Chapter 4 focuses on suffering in the Old Testament. One of the main points that Fretheim brings out in this chapter is that, as a relational God, Fretheim convincingly argues that God will honour the relationship between God and humans at any cost. Fretheim admit that this opens God up to charges of neglect, but that “in honoring this basic character of the Creator-creature relationship, God chooses to use constraint and restraint in exercising power in the life of the world.” The main point that Fretheim seems to want to make here is that suffering is a necessary part of living on this earth. This will be difficult to hear for many people ni a society that is deeply committed to the alleviation of pain at any cost. But the message of Fretheim’s book aligns with the life and ministry of Jesus in showing that compassion involves entering into the suffering of others. The fact of life is that love inevitably involves suffering.
Further to the above, suffering did not enter the world with sin. Fretheim points out that “human sin can intensify…suffering possibilities, but no necessary relationship exists between human suffering and human sin.” It is unfortunate that this needs to be emphasised, but there has been so much pain caused by statements by Christian leaders over the years about the causes of suffering that the fact that there is no necessary relationship between suffering and sin cannot be stressed enough. Fretheim does an admirable job at stressing this point.
As can be seen so far, the points that Fretheim brings out in this book will be quite challenging to many Christians, particularly those in evangelical circles. However, as an evangelical myself, I found myself consistently impressed with Fretheim’s use of Scripture to illustrate his arguments.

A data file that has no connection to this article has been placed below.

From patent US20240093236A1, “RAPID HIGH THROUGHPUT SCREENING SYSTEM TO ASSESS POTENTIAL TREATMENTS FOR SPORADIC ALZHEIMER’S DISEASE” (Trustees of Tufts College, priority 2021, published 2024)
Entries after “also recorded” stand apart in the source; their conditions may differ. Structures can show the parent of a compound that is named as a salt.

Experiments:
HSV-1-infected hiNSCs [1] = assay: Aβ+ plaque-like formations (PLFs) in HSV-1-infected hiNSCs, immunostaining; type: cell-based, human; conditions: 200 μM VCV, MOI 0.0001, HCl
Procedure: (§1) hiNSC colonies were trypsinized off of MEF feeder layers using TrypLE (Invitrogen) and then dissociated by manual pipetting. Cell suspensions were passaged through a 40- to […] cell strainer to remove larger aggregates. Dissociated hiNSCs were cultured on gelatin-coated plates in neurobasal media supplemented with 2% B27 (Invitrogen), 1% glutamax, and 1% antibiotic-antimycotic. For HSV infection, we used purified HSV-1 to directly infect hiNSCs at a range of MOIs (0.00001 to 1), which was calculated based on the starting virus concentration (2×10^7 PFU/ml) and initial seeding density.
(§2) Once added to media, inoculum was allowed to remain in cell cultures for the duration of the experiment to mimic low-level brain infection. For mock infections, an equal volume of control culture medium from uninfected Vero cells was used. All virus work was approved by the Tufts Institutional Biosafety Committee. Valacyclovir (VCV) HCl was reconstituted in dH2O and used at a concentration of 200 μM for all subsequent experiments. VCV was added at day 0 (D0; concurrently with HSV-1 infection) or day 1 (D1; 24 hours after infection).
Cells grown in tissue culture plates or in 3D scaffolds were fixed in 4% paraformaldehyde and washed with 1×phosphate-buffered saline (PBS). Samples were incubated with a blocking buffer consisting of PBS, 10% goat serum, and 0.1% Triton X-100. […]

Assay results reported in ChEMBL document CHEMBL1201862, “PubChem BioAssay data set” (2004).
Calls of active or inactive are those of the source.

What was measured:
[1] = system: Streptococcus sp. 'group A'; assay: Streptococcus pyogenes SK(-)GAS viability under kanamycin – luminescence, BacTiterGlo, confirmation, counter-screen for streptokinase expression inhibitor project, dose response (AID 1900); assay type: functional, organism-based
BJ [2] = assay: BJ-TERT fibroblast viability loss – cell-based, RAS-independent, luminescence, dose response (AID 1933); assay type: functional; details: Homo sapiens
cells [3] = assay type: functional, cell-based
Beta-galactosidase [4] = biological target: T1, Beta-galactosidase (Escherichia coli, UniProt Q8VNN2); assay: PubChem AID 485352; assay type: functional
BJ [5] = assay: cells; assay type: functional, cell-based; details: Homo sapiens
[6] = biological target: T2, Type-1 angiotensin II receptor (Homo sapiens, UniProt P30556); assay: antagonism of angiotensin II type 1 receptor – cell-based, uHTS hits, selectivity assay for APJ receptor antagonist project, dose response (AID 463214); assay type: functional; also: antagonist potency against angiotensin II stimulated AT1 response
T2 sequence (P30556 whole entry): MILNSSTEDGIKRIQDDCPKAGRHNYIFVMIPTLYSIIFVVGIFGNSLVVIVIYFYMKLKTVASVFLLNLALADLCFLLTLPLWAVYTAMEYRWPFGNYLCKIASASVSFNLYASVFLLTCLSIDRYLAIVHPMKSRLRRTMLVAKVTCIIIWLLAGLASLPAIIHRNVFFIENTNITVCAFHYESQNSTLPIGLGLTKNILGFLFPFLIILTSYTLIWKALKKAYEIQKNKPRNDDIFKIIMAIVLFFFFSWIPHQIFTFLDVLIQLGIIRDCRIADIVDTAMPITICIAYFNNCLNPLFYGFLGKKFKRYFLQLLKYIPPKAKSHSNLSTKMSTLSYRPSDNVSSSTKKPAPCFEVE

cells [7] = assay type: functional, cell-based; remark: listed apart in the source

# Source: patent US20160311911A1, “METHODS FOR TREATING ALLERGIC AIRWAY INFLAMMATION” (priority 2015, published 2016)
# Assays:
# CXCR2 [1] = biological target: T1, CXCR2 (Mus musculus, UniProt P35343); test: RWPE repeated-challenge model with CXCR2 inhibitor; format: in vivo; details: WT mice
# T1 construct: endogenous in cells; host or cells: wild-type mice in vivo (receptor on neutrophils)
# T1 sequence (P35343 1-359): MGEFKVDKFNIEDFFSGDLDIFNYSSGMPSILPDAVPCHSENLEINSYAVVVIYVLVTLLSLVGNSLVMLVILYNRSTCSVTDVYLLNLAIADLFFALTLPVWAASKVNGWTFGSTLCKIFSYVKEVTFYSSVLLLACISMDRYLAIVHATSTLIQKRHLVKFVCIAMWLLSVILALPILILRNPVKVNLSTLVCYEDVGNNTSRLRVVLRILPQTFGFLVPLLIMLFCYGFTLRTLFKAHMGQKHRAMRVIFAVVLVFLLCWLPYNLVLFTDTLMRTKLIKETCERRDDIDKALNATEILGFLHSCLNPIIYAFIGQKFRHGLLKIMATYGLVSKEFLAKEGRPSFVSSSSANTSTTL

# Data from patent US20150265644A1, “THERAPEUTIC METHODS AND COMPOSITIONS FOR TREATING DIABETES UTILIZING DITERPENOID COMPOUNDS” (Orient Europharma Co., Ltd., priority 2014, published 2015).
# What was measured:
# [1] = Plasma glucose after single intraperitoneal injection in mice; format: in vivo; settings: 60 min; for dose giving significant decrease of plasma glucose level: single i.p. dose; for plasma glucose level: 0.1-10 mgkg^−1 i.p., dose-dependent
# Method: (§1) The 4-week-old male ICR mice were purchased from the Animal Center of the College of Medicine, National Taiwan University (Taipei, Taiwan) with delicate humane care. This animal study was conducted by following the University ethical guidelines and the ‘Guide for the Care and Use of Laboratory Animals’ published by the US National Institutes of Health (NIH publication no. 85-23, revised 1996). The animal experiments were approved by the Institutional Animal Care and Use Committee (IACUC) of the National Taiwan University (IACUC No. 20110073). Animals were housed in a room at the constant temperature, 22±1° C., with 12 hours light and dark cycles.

It is from his biblical understanding of the character of God that Fretheim makes further assumptions about the natural world. For instance, there are good and necessary parts of the creation that can also lead to deep suffering. An example of this is cell mutation, which, while being a “necessary dimension of creaturely development,…can also lead to suffering” and that “even if there had been no sin, cancer and other diseases had the potential of developing in such a world.”
By choosing to create the world in this way, God’s character is open to defamation and critique. But, as Fretheim points out, this is no different to God’s relationship with the church. Most Christians would readily accept that “God’s work in the church is often associated with the work of agents like ourselves, and God’s reputation suffers because God is thereby associated with an awful lot of, say, incompetence.” God does not choose to intervene when we represent God so poorly, so why should we expect the same to happen in terms of natural disasters?
One of the great features of the Christian Gospel is that suffering is redemptive. It is not meaningless, and will be used by God for good. The great hope spoken of in Revelation is of a new heavens and a new earth where there will be no more suffering and no more pain. Fretheim emphasises this when he says that “God will enter deeply into the sufferings of this world and use that very suffering to bring suffering to an end.” Our role is to work with God to help relieve suffering. By doing this we are working with God to bring in the kingdom. God has already played the decisive part, “taking [the world’s] suffering into the very heart of the divine life, bearing it there, and then wearing it in the form of a cross.”